A Meager Yield From BioShield
A federal effort to protect the public from bioterrorism isn't off to a strong start
Richard Hollis says he was just "trying to be a corporate patriot." The CEO of Hollis-Eden Pharmaceuticals was approached by the Pentagon two weeks after 9/11 and asked to develop a promising chemical compound as a treatment for nuclear attack victims. Three years later, when the Department of Health and Human Services began to explore adding such a product to the national stockpile, Hollis applied. Although he says his medicine produces a "statistically significant survival rate" in radiated monkeys, the feds stalled, pushing back their decision date four times. Finally in March, they told Hollis his drug didn't meet the requirements, even though he'd spent $90 million. The feds then dropped the request for drugs to treat severe radiation exposure.
Because of confidentiality agreements, HHS can't comment on the decision, although sources say there were questions about the drug's effectiveness and expense. Whatever the truth, it's just the latest controversy facing Project BioShield, a multibillion-dollar effort to procure medicines and vaccines for terrorist attacks involving weapons of mass destruction. The program was meant to be the crown jewel of the administration's strategy against such threats at home. Almost three years in, however, the largest contract let so far- for anthrax vaccine-has been dropped. And efforts to buy drugs for other threats like smallpox are stalled. Congress passed a bill in December to fix the situation, but things only seem to have gotten worse. "I can't even tell you how frustrated I am," says Rep. Mike Rogers of Michigan, who calls HHS's management "bordering on dysfunctional." And it's unclear if the chinks in the BioShield can be fixed anytime soon.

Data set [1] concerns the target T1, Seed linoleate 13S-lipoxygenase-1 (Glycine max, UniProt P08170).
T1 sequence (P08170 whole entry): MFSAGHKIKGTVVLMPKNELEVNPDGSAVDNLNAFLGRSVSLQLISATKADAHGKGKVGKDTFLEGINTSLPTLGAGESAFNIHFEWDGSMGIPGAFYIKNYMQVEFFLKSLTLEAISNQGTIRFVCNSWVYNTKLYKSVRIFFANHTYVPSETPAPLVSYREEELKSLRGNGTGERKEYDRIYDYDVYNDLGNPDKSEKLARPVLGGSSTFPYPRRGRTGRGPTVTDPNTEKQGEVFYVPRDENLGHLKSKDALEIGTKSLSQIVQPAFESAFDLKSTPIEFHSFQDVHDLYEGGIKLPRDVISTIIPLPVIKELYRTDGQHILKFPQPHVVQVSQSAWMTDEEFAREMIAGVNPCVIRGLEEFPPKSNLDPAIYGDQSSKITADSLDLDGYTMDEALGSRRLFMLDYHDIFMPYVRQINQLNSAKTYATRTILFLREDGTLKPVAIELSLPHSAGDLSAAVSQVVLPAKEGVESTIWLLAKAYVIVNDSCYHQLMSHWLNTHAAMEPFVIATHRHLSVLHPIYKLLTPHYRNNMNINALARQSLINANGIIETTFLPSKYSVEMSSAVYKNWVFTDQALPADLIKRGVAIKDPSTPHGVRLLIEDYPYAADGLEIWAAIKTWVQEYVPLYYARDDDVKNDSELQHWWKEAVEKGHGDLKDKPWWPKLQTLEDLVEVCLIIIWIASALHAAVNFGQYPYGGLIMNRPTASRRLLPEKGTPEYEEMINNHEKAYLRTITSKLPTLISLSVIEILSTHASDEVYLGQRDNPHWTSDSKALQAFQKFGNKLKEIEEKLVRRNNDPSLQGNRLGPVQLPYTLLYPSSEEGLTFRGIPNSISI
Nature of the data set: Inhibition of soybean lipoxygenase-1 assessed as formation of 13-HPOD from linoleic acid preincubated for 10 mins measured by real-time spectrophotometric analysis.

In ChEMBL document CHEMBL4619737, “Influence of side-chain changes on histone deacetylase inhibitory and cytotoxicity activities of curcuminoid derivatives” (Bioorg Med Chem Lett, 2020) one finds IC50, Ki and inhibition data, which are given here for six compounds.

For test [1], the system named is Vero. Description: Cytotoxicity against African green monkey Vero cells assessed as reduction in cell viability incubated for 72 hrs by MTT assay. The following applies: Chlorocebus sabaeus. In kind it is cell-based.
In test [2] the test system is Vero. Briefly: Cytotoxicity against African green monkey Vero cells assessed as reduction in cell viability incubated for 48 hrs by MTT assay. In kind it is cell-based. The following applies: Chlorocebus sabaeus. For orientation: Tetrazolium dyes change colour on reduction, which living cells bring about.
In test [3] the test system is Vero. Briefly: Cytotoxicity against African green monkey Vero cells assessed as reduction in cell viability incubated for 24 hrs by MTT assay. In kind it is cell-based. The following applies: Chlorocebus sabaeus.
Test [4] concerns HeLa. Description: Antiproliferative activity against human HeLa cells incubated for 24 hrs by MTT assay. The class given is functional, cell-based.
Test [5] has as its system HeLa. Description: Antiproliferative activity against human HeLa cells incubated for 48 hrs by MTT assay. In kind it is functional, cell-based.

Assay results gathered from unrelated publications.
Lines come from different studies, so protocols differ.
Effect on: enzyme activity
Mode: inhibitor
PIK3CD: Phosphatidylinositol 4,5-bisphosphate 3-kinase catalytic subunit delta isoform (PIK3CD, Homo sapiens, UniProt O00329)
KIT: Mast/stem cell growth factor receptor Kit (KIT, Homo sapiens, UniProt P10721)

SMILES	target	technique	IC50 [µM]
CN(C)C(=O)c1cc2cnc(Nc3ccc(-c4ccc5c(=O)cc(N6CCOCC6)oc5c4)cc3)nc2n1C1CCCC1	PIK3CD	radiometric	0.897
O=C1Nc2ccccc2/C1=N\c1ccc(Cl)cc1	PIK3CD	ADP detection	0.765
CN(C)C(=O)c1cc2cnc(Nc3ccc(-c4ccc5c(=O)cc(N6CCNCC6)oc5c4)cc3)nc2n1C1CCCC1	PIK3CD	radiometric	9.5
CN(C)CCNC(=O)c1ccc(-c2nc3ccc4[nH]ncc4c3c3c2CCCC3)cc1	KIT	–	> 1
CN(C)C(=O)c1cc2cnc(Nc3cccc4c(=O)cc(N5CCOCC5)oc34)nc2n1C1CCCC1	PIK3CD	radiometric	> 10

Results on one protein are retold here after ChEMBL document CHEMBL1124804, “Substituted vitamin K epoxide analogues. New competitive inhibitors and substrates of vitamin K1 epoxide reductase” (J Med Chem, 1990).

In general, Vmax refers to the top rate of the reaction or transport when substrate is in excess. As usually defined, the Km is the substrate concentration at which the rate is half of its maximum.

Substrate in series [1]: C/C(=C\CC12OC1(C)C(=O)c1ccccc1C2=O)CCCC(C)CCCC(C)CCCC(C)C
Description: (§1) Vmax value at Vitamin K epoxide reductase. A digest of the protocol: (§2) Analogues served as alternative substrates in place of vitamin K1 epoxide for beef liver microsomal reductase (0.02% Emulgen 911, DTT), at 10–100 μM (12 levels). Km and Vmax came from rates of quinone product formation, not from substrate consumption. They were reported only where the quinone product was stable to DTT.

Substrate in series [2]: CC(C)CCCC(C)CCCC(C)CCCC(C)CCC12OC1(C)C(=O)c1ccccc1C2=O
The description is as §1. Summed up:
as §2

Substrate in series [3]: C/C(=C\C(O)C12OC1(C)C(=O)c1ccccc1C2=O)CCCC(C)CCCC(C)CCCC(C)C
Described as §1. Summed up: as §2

Beginnings. After a push by the Bush administration, Congress passed a bill in 2004 to dole out $5.6 billion to HHS over 10 years for medicines to treat or inoculate against WMD exposure. The drug industry praised the concept of the government creating a market for such drugs, and quick results were expected: BioShield allowed firms to get Food and Drug Administration approval for drugs after only minimal human testing.
But almost immediately, there were problems. Michael Greenberger, director of the Center for Health and Homeland Security at the University of Maryland, says the Department of Homeland Security, which had to do a threat analysis of viruses, toxins, and chemicals before HHS could buy medicines for them, "put a virtual stranglehold" on BioShield with delays. And the first major contract awarded-$877.5 million for production of enough anthrax vaccine for 25 million people-sparked a firestorm. No large pharmaceutical or biotech companies competed, and a small Brisbane, Calif., firm, VaxGen, secured the award, even though it had never produced an FDA-approved product. The task: to take a technology developed by the Army and turn it into a vaccine within five years, half the industry standard. The controversial award became a cause célèbre on Capitol Hill, where a competing vaccine firm engaged in a $1.3 million lobbying campaign to get its own piece of the action.
The drugs BioShield actually bought were mostly the "lowest of the lowest- hanging fruit," says one congressional staffer. The government scooped up 4.9 million children's doses of liquid potassium iodide, a drug used for years to treat less-severe radiation sickness. And HHS bought enough of the other, 1970s-era anthrax vaccine to treat 1.6 million victims. A request for a next-generation smallpox vaccine, meanwhile, was put out in 2005 but remains unfilled.